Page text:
All our hopes of proper electoral reform were dashed this evening when the details of the Conservative-Lib Dem coalition were released. Rather than holding out for PR, the Lib Dems have sold out for a referendum on the ‘AV’ (Alternative Vote) system.
Firstly, and most importantly, AV is not a form of proportional representation in any way. It is merely a modified method of electing each individual constituency MP.
Not only is AV more complicated than the existing FPTP system, its impact will be minimal, shuffling a few seats between the major parties. It will not add any MPs from any of the smaller parties and will only add confusion to the voting procedure.
Bizarrely, neither the Tories nor the Lib Dems had a commitment to the AV system in their manifestos. So we have now been lumbered with a vote on a system that not a single person who voted for either party actually voted in support of. With all the talk of mandates and listening to the wishes of the public, how on earth do they justify this referendum?
The big question that has struck me though is this: who will campaign for AV in the referendum?
The Conservative party is against electoral reform, and they have stated that they will campaign in favour of FPTP.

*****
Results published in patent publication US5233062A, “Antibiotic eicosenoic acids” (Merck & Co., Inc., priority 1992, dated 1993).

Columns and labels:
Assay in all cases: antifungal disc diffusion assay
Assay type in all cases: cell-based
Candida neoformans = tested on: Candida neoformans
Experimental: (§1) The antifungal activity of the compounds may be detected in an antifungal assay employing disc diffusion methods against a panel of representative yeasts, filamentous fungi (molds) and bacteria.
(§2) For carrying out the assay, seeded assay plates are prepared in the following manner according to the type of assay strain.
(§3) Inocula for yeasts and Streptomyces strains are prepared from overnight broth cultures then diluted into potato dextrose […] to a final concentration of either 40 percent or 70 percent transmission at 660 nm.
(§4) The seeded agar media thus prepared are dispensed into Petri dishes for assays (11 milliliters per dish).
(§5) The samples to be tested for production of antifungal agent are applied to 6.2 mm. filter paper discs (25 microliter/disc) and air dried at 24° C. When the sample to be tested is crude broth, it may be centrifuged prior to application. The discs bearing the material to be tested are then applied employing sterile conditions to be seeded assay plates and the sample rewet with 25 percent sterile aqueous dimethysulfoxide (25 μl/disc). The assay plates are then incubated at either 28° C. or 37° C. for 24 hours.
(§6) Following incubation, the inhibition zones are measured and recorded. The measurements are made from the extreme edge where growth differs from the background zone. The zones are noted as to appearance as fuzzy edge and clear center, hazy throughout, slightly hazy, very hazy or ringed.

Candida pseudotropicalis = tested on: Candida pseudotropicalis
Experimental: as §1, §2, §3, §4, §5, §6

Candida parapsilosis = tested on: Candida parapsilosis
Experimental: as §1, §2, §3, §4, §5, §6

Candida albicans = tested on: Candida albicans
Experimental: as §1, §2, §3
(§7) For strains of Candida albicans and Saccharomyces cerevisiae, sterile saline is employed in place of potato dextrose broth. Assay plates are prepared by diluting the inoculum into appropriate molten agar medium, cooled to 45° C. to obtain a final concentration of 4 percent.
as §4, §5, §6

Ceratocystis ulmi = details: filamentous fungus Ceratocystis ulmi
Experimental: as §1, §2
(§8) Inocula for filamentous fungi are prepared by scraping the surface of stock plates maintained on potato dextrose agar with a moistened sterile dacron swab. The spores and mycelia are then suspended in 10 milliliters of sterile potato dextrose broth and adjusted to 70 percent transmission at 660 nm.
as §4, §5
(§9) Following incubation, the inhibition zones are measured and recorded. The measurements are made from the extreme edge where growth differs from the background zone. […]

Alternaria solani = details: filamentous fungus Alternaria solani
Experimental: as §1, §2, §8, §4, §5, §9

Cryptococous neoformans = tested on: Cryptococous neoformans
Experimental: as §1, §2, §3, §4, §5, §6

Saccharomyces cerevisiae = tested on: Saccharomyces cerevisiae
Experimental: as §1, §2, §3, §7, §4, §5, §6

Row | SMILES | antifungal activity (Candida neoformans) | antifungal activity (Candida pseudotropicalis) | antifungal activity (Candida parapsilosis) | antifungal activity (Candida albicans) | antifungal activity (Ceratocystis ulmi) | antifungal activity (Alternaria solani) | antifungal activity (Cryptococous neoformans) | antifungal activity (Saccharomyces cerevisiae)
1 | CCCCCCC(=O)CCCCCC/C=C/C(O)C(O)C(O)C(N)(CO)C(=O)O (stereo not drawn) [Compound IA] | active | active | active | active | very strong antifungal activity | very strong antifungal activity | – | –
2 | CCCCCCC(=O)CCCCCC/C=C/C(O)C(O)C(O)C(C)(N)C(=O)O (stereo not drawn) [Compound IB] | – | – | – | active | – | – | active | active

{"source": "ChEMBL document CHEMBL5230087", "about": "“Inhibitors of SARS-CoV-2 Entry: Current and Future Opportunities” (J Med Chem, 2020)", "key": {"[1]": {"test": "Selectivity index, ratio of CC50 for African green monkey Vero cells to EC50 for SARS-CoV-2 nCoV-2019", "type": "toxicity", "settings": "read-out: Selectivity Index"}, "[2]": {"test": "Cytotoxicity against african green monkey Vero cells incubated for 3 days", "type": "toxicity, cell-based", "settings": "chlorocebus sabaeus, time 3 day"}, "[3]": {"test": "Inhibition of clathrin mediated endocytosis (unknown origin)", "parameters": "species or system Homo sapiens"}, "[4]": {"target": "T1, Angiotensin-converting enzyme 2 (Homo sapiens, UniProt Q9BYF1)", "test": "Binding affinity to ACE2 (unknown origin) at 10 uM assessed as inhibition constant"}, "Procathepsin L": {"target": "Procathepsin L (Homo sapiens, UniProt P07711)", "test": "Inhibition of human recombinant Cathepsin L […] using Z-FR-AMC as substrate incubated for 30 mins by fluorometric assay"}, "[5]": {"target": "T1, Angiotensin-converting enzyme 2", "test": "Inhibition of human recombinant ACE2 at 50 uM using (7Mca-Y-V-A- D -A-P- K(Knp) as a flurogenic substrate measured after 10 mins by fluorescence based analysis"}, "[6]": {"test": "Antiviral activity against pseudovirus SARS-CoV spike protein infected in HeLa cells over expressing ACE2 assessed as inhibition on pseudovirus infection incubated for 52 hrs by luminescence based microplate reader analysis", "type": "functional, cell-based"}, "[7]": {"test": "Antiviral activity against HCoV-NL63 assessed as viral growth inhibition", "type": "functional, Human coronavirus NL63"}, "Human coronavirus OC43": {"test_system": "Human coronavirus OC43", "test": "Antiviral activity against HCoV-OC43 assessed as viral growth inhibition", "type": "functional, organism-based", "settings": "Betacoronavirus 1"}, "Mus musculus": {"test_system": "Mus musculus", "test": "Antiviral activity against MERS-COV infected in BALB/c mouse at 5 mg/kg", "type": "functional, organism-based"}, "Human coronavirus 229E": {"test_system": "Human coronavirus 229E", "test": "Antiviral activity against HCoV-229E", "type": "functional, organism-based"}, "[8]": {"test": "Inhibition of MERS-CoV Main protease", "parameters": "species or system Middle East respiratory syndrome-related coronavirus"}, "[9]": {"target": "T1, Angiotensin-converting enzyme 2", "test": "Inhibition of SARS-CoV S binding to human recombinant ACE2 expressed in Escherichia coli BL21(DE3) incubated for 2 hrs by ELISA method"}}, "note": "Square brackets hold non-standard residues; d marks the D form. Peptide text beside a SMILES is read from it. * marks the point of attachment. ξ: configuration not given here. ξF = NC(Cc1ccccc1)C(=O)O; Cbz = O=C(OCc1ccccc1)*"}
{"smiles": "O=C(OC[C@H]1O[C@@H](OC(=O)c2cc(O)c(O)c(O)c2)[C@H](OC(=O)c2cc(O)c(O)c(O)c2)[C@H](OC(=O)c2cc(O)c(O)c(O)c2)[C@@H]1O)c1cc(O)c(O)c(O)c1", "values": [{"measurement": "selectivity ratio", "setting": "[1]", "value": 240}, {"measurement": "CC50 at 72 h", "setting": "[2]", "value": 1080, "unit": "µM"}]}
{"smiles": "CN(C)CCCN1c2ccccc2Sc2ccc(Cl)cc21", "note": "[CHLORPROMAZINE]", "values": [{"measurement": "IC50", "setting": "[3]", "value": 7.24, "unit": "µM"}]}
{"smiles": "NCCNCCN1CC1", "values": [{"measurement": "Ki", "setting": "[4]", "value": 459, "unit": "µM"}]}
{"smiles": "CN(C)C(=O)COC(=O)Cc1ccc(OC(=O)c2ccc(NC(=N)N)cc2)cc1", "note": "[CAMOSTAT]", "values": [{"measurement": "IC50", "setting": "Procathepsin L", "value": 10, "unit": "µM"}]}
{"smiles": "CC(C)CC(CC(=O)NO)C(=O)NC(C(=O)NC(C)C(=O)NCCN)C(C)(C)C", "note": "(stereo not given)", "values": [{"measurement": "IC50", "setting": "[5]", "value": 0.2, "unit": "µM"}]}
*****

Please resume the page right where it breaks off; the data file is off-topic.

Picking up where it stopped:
Labour cynically added a commitment to a referendum on AV to their manifesto after 13 years of Government to make themselves look like reformers. Let’s not forget that a promise of a referendum on PR was in their 1997 too, yet nothing came of it. The Labour party doesn’t want reform – they gain too much from FPTP.
The Lib Dems support the STV system, not AV. In fact AV will not significantly address the disparity between the Lib Dem vote share and the ridiculously small number of MPs they have in Westminster. Lib Dem support for AV will be lukewarm at best.
So what about all of the activists who have campaigned so fiercely for electoral reform over the past few months and years? Very few of them would even vote for AV, let alone campaign for it.
In the end, this referendum on AV could be a total waste of everyone’s time with no substantial campaign and little enthusiasm for the Yes side.
A referendum result against a switch to AV would be heralded by the defenders of FPTP as a clear indication that the British public are not interested in reform.
This unwanted, mandate-free referendum on a system that no one really wants could severely damage the call for real electoral reform.